The Archaeology of Decay: Ruinous Knowledge and the Violence of Urban Planning
Social Science Research Council; Drugs, Security and Democracy Fellowship; Inter-American Foundation, Grant/Award Number: Grassroots Development Fellowship; Wenner-Gren Foundation, Grant/Award Number: Dissertation Fieldwork Grant 8381; Portland State University, Grant/Award Number: Faculty Development Grant; American Council of Learned Societies, Grant/Award Number: 2020-2021 Fellowship
Renewal plans for downtown Bogotá have been closely tied to “urban decay,” a notion that experts conceptualize as a natural trajectory to be reversed through demolition and reconstruction. Yet for residents on the west side of Bogotá’s city center, planning regulations and official systems of valuation deteriorated their neighborhoods long before the arrival of eviction notices and bulldozers. Drawing on the local analytic of “archaeology of decay,” I develop the concept of ruinous knowledge to explore urban dwellers’ archaeological sensibilities as they sift through the traces and remains of collapsing urban worlds. Shaped by the imaginaries of Colombia's history of warfare, such grounded and intimate knowledges point to the banal materialities and protracted temporalities of urban destruction and dispossession. Ultimately, they emerge as an ambiguous subaltern epistemology and political practice that uncovers the destructive violence at the core of urban planning, while remaining entangled with the normative orders of citizenship and belonging.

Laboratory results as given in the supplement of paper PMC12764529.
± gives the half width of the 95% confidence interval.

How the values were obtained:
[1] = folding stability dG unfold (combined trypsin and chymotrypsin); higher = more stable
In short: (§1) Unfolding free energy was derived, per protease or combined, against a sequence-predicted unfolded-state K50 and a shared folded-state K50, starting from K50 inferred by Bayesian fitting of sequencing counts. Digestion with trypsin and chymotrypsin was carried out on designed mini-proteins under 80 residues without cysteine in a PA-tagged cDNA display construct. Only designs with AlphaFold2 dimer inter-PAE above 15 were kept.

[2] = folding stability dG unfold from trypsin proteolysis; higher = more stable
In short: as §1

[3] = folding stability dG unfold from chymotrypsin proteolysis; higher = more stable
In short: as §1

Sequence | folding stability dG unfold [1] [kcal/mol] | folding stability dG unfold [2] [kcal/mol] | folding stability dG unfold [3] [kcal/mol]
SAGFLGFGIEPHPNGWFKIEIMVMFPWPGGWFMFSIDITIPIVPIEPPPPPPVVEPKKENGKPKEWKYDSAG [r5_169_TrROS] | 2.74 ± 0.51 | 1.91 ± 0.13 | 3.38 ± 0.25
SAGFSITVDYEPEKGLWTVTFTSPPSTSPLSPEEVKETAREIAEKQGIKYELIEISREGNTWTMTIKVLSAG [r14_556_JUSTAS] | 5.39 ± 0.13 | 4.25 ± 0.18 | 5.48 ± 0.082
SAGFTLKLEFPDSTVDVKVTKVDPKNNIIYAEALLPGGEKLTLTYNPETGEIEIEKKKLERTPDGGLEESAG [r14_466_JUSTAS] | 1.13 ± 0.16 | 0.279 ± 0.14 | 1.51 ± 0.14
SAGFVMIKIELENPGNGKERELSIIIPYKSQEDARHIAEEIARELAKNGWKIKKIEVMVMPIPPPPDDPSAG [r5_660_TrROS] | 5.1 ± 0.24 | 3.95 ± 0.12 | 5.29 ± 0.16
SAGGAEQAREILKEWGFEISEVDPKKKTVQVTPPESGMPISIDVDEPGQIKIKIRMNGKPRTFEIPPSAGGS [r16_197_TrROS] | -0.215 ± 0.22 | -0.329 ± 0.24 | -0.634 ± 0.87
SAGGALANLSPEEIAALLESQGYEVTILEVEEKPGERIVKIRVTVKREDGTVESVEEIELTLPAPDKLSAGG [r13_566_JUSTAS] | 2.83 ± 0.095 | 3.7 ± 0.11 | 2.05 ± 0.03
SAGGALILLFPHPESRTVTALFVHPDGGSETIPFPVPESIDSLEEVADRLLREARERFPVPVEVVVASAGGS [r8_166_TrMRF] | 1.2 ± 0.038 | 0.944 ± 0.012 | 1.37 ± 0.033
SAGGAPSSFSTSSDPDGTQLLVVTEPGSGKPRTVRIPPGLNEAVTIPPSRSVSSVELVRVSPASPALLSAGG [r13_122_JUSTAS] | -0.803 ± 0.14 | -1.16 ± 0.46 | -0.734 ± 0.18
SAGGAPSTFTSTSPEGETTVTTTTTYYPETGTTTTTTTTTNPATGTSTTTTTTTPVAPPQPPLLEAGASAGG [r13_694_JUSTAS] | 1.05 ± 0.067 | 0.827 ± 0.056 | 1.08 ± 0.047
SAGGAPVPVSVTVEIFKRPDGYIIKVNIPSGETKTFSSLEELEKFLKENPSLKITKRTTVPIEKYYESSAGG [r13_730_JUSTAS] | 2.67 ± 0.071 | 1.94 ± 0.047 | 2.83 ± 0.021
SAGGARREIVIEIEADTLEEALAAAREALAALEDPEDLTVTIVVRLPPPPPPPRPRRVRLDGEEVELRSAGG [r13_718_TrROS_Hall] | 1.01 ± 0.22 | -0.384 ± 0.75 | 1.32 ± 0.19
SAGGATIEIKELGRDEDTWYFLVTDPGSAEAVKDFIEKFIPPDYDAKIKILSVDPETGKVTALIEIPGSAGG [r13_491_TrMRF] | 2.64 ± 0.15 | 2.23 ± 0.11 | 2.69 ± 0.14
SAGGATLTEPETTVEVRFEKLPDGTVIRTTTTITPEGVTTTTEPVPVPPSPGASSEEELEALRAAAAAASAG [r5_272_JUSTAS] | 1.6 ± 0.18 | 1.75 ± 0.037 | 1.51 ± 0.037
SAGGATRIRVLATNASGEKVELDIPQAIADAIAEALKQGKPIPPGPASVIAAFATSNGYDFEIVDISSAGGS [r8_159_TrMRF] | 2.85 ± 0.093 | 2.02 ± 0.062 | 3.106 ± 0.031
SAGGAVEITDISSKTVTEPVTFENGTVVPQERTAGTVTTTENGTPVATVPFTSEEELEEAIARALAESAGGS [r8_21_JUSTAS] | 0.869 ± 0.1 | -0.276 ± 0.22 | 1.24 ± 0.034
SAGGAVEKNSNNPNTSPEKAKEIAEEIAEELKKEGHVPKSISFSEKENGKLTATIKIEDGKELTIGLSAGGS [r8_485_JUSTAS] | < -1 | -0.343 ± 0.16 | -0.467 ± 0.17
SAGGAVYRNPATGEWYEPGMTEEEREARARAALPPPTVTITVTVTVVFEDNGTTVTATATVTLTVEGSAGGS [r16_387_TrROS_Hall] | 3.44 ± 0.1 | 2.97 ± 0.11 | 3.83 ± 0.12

©2023 by the American Anthropological Association
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Pérez Fernández, F. (2023). The archaeology of decay: Ruinous knowledge and the violence of urban planning. American Anthropologist.